The band has no new material, but a Civic Center Theater crowd of some 1,400 fans didn't care on Thursday night; hits like "Lady" and "Too Much Time on My Hands" were more than enough.
With 6½ minutes on stage Thursday that stretched back a third-century in time, Styx delivered the biggest blast of rock Peoria has heard in eons.
“Suite Madame Blue,” the last cut on late-1975’s “Equinox” album, alternately entranced and thundered some 1,400 fans at the Civic Center Theater. Lawrence Gowan’s glissando vocals perfectly interplayed with his calliope-like keyboard, the blend crashing into the buzzsaw guitars of James Young and Tommy Shaw, which in turn soared into the four-part harmony of the “America” chorus. Never has this song sounded so good, the apex of a solid, two-hour show.Styx has no new material, so most of the concert (the start of a 21-show tour) served as a greatest-hits review — much to the delight of a throng dotted with a few young faces but by and large middle-aged. The show kicked off with “Blue Collar Man,” “Grand Illusion” and “Lorelei,” and the audience ate up the hits. Fans crooned enthusiastically during “Lady,” clapped exactly to “Too Much Time on My Hands” and playfully punctuated (“Woo!”) the band’s take on the Beatles’ “I Am the Walrus.”
Gowan, Young and Shaw took turns chatting with the crowd and offering quick anecdotes, still seemingly enjoying the timeworn tunes. Much of the energy comes from Gowan, an imp who makes just about anyone forget about the long-departed and long-grumpy Dennis DeYoung. Whereas DeYoung saw himself as an artiste on stage, Gowan — a sliver of a man — darted and dashed hither and yon, then would scurry back to his swivel-mounted keyboard to hit a few keys before swirling it around like a carousel. His crowning moment came at the zenith of “Come Sail Away,” when — after Young and Shaw distracted the crowd with guitar work — Gowan suddenly appeared atop his keyboard, lurching forward as he sang, almost threatening to go airborne.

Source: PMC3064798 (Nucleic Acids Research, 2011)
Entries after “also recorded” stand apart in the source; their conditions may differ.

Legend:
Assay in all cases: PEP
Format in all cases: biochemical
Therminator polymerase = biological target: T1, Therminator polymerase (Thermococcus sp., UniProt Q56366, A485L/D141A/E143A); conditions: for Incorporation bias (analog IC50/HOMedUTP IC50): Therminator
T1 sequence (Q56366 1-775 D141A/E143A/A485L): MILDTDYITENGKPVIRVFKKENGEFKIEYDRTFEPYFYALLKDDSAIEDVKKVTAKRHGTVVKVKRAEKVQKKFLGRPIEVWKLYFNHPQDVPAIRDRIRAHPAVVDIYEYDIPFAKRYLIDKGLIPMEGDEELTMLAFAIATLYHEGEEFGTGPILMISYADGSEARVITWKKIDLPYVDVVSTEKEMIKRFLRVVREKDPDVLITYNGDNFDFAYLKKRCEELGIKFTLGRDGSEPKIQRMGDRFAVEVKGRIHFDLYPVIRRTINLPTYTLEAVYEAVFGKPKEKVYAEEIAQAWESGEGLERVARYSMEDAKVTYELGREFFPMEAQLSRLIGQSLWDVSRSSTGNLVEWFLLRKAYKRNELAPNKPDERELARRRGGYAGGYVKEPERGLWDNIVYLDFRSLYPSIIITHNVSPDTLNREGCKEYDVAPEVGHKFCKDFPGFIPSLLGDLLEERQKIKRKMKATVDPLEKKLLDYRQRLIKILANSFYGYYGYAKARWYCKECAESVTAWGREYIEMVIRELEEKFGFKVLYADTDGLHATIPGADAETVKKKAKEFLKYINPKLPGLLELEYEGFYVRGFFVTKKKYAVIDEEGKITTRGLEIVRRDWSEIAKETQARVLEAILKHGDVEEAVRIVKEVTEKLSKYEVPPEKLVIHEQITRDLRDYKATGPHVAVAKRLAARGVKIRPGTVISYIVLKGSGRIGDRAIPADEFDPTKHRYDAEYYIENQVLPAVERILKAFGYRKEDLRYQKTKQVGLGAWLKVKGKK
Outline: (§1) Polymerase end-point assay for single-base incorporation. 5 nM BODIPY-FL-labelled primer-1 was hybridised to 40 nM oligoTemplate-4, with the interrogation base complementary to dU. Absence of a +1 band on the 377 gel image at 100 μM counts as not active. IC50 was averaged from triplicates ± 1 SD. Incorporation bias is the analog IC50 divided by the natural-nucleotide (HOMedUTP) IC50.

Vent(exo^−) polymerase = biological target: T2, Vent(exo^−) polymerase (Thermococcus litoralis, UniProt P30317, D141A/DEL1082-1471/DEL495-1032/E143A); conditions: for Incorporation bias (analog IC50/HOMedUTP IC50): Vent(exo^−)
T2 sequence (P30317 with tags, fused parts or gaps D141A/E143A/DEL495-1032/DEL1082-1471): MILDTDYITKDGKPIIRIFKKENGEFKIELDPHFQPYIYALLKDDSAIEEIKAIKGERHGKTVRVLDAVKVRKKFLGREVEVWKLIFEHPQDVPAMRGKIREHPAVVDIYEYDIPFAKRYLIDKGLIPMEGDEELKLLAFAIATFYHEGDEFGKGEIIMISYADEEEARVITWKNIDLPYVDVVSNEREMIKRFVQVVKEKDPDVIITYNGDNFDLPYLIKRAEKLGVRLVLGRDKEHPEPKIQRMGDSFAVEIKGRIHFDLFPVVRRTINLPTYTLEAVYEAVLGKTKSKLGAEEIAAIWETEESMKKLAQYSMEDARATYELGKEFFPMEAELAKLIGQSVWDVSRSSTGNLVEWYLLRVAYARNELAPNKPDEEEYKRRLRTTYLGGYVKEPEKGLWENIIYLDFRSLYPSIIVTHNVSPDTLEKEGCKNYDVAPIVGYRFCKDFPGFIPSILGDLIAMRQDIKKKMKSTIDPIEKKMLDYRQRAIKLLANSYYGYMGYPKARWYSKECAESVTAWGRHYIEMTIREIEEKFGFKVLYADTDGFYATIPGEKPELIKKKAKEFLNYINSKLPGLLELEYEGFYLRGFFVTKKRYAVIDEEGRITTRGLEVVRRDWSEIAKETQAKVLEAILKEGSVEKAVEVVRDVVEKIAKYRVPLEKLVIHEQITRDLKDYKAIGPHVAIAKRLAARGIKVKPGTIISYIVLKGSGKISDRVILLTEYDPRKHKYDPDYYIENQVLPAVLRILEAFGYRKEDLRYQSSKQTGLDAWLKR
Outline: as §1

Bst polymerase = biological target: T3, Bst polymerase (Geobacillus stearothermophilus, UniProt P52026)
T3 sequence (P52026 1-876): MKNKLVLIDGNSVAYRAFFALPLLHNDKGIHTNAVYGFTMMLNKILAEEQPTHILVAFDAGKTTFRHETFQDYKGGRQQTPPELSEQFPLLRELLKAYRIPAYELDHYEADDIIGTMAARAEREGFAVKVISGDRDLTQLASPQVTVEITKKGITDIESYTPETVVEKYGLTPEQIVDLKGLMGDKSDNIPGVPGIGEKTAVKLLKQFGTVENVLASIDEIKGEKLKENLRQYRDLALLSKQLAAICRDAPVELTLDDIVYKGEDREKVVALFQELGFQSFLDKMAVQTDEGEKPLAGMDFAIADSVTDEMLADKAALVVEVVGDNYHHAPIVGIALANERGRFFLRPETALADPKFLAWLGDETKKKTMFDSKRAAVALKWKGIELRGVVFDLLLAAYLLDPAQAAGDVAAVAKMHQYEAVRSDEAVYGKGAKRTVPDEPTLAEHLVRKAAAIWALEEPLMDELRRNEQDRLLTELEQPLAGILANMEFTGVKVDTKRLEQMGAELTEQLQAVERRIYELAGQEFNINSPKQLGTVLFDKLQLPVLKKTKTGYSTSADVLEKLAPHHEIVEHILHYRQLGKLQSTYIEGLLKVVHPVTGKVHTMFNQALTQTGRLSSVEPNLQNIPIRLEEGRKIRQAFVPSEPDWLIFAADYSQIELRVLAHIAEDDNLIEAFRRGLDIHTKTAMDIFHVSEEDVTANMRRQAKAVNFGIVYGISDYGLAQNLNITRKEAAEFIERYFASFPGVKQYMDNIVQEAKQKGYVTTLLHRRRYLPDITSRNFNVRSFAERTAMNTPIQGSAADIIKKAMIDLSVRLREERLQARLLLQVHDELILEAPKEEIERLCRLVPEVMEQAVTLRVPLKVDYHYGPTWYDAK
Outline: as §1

The night’s only downside came via the encore. The first selection was the unknown and forgettable “Everything All the Time,” from 2006’s “One With Everything,” a live album recorded with the Contemporary Youth Orchestra. Yippee. Next was “Renegade,” which was marred with way-too-long guitar solos and noodling, plus a trite drum solo from Todd Sucherman. Plus, for reasons know only to Young, for the last few songs he wore a weird, brown shirt with orange piping that looked like something they wear at Burger King. Phil Luciano can be reached at firstname.lastname@example.org.